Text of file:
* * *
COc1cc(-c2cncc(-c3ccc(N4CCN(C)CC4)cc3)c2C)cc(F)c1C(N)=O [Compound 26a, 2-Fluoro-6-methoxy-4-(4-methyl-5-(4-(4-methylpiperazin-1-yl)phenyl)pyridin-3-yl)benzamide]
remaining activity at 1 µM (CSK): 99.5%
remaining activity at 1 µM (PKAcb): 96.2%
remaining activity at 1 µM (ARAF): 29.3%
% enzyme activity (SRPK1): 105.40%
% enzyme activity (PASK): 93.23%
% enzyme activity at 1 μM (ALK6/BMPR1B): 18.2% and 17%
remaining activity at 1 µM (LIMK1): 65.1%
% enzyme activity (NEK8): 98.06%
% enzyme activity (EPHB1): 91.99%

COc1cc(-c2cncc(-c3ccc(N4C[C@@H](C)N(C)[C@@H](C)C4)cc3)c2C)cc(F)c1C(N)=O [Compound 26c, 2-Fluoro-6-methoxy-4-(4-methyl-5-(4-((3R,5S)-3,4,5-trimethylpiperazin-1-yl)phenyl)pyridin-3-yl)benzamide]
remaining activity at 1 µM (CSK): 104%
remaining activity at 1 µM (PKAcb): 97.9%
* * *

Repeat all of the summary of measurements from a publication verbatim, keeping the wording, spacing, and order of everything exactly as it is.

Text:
COc1cc(-c2cncc(-c3ccc(N4CCN(C)CC4)cc3)c2C)cc(F)c1C(N)=O [Compound 26a, 2-Fluoro-6-methoxy-4-(4-methyl-5-(4-(4-methylpiperazin-1-yl)phenyl)pyridin-3-yl)benzamide]
remaining activity at 1 µM (CSK): 99.5%
remaining activity at 1 µM (PKAcb): 96.2%
remaining activity at 1 µM (ARAF): 29.3%
% enzyme activity (SRPK1): 105.40%
% enzyme activity (PASK): 93.23%
% enzyme activity at 1 μM (ALK6/BMPR1B): 18.2% and 17%
remaining activity at 1 µM (LIMK1): 65.1%
% enzyme activity (NEK8): 98.06%
% enzyme activity (EPHB1): 91.99%

COc1cc(-c2cncc(-c3ccc(N4C[C@@H](C)N(C)[C@@H](C)C4)cc3)c2C)cc(F)c1C(N)=O [Compound 26c, 2-Fluoro-6-methoxy-4-(4-methyl-5-(4-((3R,5S)-3,4,5-trimethylpiperazin-1-yl)phenyl)pyridin-3-yl)benzamide]
remaining activity at 1 µM (CSK): 104%
remaining activity at 1 µM (PKAcb): 97.9%